Frequent washing has been shown to disturb the skin barrier resulting in irritation and changes in the microbiome. Cosmetics, hygiene products, makeup and moisturizers have also been implicated in modifying the skin microbiome.

An impaired skin is more likely to be colonized by pathogenic bacteria, gram-negative bacteria, and Candida. This often leads to scaling skin, dryness, itchiness, and dermatitis, conditions provoked by microorganisms and allergens penetrating this corneal layer. 

 "New research has shown that the pH of our skin is incredibly delicate, and harsh cleansers strip natural hydrators and barriers of the skin, flaring inflammatory conditions like acne, eczema, and rosacea. The trend seems to be to clean smarter, not clean harsher". Rachel Nazarian, MD, an NYC-based dermatologist .. I believe that this trend will push oil cleansing to the forefront of the skincare industry.

THE PH OF OUR SKIN. What we know now is that beneficial bacteria thrive when the skin maintains a slightly acidic pH of 4.0-4.5.

Many conventional facial cleansers contain harsh foaming surfactants which alter the skin's pH making it too alkaline. upsetting the delicate balance of the skin's microbiome. The effect is similar to taking antibiotics where all the bacteria in the digestive tract are wiped out with no distinction between good or bad.

So now you're thinking: "If I want to stop using foaming face wash what can I use?!" 

The Oil Cleansing Method really is the answer. There is nothing new about using oil to cleanse dirt and debris from the skin and flush build-up out of the pores. Many ancient cultures, including the Romans and Egyptians, cleansed their skin with oils for thousands of years before an alchemist discovered “saponification” - the process of changing those same oils into “soap.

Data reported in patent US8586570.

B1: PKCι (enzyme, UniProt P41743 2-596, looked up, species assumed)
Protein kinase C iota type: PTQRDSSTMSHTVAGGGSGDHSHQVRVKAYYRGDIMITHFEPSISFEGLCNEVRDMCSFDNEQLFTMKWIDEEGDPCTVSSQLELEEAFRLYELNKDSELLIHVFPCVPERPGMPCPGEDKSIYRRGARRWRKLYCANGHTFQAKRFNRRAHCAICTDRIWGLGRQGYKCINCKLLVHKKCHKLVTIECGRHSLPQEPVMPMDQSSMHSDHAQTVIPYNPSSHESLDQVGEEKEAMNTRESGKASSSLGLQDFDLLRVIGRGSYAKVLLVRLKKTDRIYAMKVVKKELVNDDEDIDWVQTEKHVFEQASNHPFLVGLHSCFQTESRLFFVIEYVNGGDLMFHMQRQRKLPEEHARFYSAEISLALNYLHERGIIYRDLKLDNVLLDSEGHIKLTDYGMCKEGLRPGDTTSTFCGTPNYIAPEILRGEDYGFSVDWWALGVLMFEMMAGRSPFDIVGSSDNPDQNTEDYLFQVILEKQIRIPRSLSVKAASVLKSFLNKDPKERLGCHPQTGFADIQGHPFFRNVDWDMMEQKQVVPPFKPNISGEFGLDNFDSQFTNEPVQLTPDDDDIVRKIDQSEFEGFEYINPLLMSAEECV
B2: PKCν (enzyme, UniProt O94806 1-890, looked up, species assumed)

Skin of all ages benefit from oil cleansing. Those living in dry climates and those with more mature skin (over 40) not prone to major acne outbreaks benefit the most. Cleansing with the right astringent oils can help support, maintain, and nourish strong resilient skin better able to withstand the ravages of the environment, air borne toxins, aging, stress, UV damage and help it heal more quickly from injuries.

And while Oil Cleansing is not practical or convenient for the whole body incorporating it into facial skin care is easy and detailed throughout my website. If you need more details … HOW TO OIL CLEANSE


The human being is comprised mostly of non-human microbes. The Oil Cleansing Method supports the Human Microbiome by nourishing the symbiotic creatures living in and on our bodies largest organ.


Join me in discovering the many benefits of Oil Cleansing and join the OCM Revolution. I can offer advice, guidance, tips and tricks along the way. Please reach out to me questions!


The skin microbiome: impact of modern environments on skin ecology, barrier integrity, and systemic immune programming., 2017

Microbiome and skin diseases. 2013

The human skin microbiome.2014

Microbiome in healthy skin, update for dermatologists, 2016.